Recently, Sam Eshaghoff, the Long Island teen guilty of taking standardized tests for his classmates, was interviewed by 60 Minutes and hardly seemed remorseful for actions. In the interview he stated, “I feel confident defending the fact that [my clients] getting into the schools that they ended up getting into didn’t really affect other people.”
At the risk of sounding morally compromised, I’m on his side. Standardized testing is an outdated and unreliable assessment of one’s knowledge, and the amount of importance placed on achievement on these exams creates a cut-throat atmosphere for students.
Currently, students are being tested at an unprecedented level and never before has testing played such a large role in the American education system. The widespread distribution of standardized tests has been a commonplace since the early 1960s and was originally used to level the playing field for underprivileged students. Recently, however, standardized testing has morphed into a privatized industry with a general disregard for student achievement.
At the same time, the American education system uses standardized test scores to evaluate schools and reward schools with higher test scores. With government benefits as an incentive, educators are forced to place an emphasis on tests that are only capable of evaluating shallow thought processes and general knowledge.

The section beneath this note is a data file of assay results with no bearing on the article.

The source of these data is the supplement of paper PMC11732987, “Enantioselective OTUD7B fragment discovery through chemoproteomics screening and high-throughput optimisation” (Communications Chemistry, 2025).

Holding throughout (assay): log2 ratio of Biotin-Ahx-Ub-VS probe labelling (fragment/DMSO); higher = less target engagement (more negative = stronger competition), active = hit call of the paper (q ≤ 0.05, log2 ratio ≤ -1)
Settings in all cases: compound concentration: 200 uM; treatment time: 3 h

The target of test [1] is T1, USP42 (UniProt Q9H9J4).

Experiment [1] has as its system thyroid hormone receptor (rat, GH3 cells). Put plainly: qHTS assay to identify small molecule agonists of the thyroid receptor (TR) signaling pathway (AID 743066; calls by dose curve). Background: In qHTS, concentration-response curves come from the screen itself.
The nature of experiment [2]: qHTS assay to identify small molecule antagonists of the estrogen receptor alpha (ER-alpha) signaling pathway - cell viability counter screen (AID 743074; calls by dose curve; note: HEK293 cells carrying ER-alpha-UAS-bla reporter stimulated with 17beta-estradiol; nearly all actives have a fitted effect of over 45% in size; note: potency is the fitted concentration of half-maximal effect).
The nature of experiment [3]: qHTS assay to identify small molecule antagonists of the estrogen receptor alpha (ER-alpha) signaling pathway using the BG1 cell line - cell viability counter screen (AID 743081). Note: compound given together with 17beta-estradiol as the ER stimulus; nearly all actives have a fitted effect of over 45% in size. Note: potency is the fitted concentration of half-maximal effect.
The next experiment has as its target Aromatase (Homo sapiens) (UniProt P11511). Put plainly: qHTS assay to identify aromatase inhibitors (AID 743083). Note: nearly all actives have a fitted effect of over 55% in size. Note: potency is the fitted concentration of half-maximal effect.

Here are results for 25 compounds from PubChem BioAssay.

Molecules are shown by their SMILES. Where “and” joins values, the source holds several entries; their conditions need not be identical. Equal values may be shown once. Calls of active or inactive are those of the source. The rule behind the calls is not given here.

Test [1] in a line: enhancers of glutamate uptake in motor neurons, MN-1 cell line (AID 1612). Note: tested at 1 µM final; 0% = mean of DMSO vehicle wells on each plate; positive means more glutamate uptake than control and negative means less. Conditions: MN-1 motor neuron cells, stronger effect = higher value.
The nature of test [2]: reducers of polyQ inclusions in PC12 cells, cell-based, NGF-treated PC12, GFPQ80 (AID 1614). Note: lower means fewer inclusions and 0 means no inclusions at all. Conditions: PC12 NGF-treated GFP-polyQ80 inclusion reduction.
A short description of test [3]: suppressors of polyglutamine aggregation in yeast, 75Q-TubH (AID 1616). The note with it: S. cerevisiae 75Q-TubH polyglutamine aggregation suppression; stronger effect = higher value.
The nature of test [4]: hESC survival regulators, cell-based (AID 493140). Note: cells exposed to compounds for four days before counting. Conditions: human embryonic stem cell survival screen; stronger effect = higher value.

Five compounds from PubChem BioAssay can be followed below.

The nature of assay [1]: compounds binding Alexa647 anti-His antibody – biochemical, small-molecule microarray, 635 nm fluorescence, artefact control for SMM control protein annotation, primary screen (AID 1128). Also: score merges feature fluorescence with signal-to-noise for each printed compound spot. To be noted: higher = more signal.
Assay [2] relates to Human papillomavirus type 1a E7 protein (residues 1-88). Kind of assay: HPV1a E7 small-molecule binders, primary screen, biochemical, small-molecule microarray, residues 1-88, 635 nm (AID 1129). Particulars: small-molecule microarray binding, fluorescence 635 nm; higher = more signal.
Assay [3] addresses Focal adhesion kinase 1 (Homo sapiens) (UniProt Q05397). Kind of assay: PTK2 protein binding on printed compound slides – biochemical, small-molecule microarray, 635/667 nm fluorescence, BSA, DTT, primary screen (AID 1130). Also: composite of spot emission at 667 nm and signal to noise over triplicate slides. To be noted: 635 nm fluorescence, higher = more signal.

Progressive education specialist Alfie Kohn comments, “It turned out that high scores … were more likely to be found among students who exhibited the superficial approach to learning … as a rule, it appears that standardized-test results are positively correlated with a shallow approach to learning.”
Essentially, students are being encouraged to have a more shallow approach to learning in order to keep schools afloat and to get into college when in reality these tests are not capable of measuring their true capabilities. However, many students are put at an automatic disadvantage as tests are shown to be prejudiced against minorities, females, and those with common learning disabilities such as ADD or Dyslexia.
While a rising majority of education specialists have condemned the over-emphasis of standardized testing, it appears that students are more competitive than ever. When Eshaghoff began his SAT scam he had a bevy of clients paying him upwards of $2,500 per test. Like most students, Eshaghoff understands the importance of these tests and how they affect student achievement after high school, “… by giving him an amazing score, I totally give him this…new lease on life. He’s gonna go to a totally new college. He’s gonna be bound for a totally new career and a totally new path on life,” Eshaghoff said in regards to one of his clients. It’s alarming that a test that can barely assess one’s true understanding of subject material carries enough weight to make students cheat.
It’s true that Eshaghoff’s scam was illegal. Yet at the same time, it’s a flawed system that puts many at a disadvantage, and Eshaghoff saw profitability in aiding his peers. Two wrongs don’t make a right, but hopefully Eschaghoff has proven that current practices in education are flawed and that standardized tests are counterproductive to student achievement.
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